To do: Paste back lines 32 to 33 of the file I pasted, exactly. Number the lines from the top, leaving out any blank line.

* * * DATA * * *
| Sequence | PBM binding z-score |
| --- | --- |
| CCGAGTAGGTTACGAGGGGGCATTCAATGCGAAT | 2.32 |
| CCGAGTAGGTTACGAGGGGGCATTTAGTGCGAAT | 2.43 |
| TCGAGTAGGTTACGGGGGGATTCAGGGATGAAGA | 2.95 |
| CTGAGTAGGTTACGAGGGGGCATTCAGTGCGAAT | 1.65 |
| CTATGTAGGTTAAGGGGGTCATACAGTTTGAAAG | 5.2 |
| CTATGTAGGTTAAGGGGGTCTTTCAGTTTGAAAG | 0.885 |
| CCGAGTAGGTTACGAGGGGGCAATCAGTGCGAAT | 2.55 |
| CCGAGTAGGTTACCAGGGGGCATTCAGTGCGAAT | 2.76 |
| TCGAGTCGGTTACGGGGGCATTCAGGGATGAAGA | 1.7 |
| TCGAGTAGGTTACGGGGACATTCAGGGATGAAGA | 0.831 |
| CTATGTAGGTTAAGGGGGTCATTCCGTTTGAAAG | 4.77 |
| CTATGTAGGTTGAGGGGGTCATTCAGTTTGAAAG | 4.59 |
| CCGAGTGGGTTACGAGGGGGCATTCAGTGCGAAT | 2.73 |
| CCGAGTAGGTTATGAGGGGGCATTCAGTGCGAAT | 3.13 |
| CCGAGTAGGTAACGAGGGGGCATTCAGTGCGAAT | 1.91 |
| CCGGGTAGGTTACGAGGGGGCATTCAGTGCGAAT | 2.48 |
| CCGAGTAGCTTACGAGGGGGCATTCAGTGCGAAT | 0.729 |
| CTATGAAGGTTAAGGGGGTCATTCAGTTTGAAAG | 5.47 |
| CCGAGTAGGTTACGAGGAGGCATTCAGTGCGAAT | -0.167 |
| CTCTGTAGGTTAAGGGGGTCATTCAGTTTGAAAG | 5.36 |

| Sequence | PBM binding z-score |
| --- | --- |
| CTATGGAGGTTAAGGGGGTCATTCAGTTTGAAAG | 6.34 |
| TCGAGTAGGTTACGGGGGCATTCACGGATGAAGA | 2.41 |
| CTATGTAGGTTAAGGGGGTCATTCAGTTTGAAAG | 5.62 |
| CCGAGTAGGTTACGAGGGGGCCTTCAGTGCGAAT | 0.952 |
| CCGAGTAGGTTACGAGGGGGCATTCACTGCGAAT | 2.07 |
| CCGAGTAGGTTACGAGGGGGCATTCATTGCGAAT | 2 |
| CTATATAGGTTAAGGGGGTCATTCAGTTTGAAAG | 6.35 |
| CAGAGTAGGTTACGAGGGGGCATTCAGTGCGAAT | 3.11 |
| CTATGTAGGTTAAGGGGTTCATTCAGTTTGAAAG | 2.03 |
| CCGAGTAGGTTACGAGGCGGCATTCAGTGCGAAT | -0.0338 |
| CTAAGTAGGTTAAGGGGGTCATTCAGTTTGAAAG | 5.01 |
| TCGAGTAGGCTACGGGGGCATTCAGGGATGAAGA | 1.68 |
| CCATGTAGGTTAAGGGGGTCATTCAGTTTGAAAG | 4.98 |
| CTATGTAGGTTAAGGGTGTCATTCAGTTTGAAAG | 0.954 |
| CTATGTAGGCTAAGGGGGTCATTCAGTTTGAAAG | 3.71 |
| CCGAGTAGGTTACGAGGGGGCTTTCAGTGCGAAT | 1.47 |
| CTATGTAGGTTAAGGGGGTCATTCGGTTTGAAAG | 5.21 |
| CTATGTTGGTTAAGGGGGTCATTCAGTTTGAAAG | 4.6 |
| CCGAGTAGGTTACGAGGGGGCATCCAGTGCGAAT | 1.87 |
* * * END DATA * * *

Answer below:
| CAGAGTAGGTTACGAGGGGGCATTCAGTGCGAAT | 3.11 |
| CTATGTAGGTTAAGGGGTTCATTCAGTTTGAAAG | 2.03 |